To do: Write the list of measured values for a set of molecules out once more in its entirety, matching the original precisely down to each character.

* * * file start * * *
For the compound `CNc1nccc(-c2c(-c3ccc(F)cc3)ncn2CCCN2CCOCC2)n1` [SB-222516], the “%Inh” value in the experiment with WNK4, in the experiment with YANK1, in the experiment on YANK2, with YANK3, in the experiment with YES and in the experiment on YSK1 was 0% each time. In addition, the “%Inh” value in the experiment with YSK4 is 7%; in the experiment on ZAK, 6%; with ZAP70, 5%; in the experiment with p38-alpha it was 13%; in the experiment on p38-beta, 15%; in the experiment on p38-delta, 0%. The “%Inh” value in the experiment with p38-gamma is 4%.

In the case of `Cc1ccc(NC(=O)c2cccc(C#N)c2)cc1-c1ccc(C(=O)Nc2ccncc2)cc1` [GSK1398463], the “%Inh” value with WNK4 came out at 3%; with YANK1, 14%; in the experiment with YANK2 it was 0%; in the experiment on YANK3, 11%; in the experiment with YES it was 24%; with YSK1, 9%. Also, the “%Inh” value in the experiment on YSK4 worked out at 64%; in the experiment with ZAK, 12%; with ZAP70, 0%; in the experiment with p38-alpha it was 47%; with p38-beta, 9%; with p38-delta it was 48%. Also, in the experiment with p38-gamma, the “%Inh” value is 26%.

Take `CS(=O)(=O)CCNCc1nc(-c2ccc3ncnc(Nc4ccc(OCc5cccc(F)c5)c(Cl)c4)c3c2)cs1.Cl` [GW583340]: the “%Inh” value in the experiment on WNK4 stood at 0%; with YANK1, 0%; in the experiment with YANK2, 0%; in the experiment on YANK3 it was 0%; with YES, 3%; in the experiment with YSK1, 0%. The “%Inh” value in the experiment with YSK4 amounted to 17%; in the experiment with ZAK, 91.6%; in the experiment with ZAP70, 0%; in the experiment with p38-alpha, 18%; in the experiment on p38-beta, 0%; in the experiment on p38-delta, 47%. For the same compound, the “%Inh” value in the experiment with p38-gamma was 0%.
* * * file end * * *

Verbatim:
For the compound `CNc1nccc(-c2c(-c3ccc(F)cc3)ncn2CCCN2CCOCC2)n1` [SB-222516], the “%Inh” value in the experiment with WNK4, in the experiment with YANK1, in the experiment on YANK2, with YANK3, in the experiment with YES and in the experiment on YSK1 was 0% each time. In addition, the “%Inh” value in the experiment with YSK4 is 7%; in the experiment on ZAK, 6%; with ZAP70, 5%; in the experiment with p38-alpha it was 13%; in the experiment on p38-beta, 15%; in the experiment on p38-delta, 0%. The “%Inh” value in the experiment with p38-gamma is 4%.

In the case of `Cc1ccc(NC(=O)c2cccc(C#N)c2)cc1-c1ccc(C(=O)Nc2ccncc2)cc1` [GSK1398463], the “%Inh” value with WNK4 came out at 3%; with YANK1, 14%; in the experiment with YANK2 it was 0%; in the experiment on YANK3, 11%; in the experiment with YES it was 24%; with YSK1, 9%. Also, the “%Inh” value in the experiment on YSK4 worked out at 64%; in the experiment with ZAK, 12%; with ZAP70, 0%; in the experiment with p38-alpha it was 47%; with p38-beta, 9%; with p38-delta it was 48%. Also, in the experiment with p38-gamma, the “%Inh” value is 26%.

Take `CS(=O)(=O)CCNCc1nc(-c2ccc3ncnc(Nc4ccc(OCc5cccc(F)c5)c(Cl)c4)c3c2)cs1.Cl` [GW583340]: the “%Inh” value in the experiment on WNK4 stood at 0%; with YANK1, 0%; in the experiment with YANK2, 0%; in the experiment on YANK3 it was 0%; with YES, 3%; in the experiment with YSK1, 0%. The “%Inh” value in the experiment with YSK4 amounted to 17%; in the experiment with ZAK, 91.6%; in the experiment with ZAP70, 0%; in the experiment with p38-alpha, 18%; in the experiment on p38-beta, 0%; in the experiment on p38-delta, 47%. For the same compound, the “%Inh” value in the experiment with p38-gamma was 0%.